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Burmese migrants sue Thai export giant over alleged abuses

Activists demand compensation and civil damages for alleged abuses against Burmese migrant workers in the Thai poultry industry. (Photo: Andy Hall / Facebook)

Fourteen Burmese migrant farm workers alleging forced labour on a chicken farm previously contracted to supply poultry to Thai export giant Betagro filed a lawsuit on Friday against the firm, the poultry farm owner and Thai government officials.

The lawsuit claims 46 million baht (US$1.33 million) in compensation and civil damages for alleged abuses suffered by the workers for several years at the poultry farm in Lopburi Province, according to a press statement issued by international activists.

Some 45,285 signatures from international activists, gathered by a Walk Free campaign, were also simultaneously submitted to the Thai Broiler Processing Exporters Association in Bangkok.

Representatives of the 14 workers supported by Stop The Traffik, the Migrant Worker Rights Network (MWRN) and Finnwatch delivered the campaign signatures.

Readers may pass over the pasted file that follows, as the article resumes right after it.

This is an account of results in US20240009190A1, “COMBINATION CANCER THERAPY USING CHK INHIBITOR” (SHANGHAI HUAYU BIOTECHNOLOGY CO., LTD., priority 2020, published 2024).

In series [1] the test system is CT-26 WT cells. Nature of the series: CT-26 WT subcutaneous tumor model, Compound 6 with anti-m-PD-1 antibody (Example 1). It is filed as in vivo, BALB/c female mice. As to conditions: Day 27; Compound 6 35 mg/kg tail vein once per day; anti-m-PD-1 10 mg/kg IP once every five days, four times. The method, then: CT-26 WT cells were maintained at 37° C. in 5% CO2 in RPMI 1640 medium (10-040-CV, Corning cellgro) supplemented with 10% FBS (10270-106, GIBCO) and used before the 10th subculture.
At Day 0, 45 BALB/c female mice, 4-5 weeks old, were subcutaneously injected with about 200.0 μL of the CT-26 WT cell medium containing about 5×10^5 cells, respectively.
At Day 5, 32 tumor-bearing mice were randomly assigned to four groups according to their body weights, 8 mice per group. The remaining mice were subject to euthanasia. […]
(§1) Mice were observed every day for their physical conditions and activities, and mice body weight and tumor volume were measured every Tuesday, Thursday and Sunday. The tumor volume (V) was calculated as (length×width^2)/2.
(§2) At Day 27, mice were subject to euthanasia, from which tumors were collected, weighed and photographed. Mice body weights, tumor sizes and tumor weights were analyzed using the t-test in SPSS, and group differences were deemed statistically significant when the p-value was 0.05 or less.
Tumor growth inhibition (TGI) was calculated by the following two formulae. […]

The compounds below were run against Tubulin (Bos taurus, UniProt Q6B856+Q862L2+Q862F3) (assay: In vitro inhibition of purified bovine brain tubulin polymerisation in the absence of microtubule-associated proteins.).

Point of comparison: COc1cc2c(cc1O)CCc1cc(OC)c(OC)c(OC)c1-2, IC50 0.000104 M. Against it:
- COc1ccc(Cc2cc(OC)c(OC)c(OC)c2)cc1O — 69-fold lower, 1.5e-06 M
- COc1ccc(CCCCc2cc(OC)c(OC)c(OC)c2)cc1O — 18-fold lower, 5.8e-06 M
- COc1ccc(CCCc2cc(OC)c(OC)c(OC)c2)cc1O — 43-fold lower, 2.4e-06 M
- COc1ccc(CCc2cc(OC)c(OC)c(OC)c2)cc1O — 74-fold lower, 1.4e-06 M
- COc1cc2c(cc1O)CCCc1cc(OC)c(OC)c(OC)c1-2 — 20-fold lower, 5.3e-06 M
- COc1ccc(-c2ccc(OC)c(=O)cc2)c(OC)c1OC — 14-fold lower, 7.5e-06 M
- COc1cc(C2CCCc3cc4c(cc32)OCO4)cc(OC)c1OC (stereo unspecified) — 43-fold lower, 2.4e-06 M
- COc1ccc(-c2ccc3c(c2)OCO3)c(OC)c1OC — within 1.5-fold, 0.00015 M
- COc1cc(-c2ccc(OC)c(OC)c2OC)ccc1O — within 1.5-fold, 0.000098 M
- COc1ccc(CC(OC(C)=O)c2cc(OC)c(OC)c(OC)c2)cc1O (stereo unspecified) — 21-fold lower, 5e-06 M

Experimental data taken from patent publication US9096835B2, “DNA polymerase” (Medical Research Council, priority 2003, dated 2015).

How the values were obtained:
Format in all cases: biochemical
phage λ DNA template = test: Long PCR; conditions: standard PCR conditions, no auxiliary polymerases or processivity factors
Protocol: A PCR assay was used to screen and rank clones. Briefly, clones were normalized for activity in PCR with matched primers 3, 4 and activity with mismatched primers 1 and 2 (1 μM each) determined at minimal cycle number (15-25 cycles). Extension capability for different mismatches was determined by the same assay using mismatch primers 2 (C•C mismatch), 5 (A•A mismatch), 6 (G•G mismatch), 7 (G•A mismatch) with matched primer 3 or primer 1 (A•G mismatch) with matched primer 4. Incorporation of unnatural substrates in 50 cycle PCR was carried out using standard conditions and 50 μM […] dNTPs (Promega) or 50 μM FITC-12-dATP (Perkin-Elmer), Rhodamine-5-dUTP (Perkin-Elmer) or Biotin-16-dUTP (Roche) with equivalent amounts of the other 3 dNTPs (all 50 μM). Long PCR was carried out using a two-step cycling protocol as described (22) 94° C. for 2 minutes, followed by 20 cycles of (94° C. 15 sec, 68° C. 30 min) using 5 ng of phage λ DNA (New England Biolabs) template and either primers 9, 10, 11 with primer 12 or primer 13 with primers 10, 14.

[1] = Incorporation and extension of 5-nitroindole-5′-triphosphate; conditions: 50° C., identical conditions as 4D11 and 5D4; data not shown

The statement said the petition called on the poultry association to encourage their member company, Betagro, to ensure that back pay is provided to the 14 workers. The petition also called on Betagro to investigate working conditions throughout its supply chain ensuring effective grievance mechanisms and that there is no more modern-day slavery.

The workers’ litigation, filed on Friday at the Region 1 Labour Court in Saraburi Province, follows a 1 August official compensation order by Lopburi’s Labour Protection and Welfare Office awarding the workers 1.7 million baht ($49,000) in back wages.

The workers consider the order insufficient as it does not award them full compensation for up to five years of abusive working conditions, the statement said.

It also said workers alleged having to endure gruelling work days stretching to 20 hours, forced overtime and other abuses, including having to sleep in chicken-rearing areas overnight.

The 14 workers also alleged unlawful deduction of salaries, threats of further deductions, confiscation of personal identity documents and limited freedom of movement.

Workers said they left the farm for only two hours a week for an accompanied market visit.

Rungroj Tuntivechapikul, vice president of the corporate human resources office at Betagro Group, said in a statement that the company found that findings from two different formal investigations into this particular labour dispute pointed to the same conclusion that the employer did not act in a way that may be deemed as human trafficking or forced labour.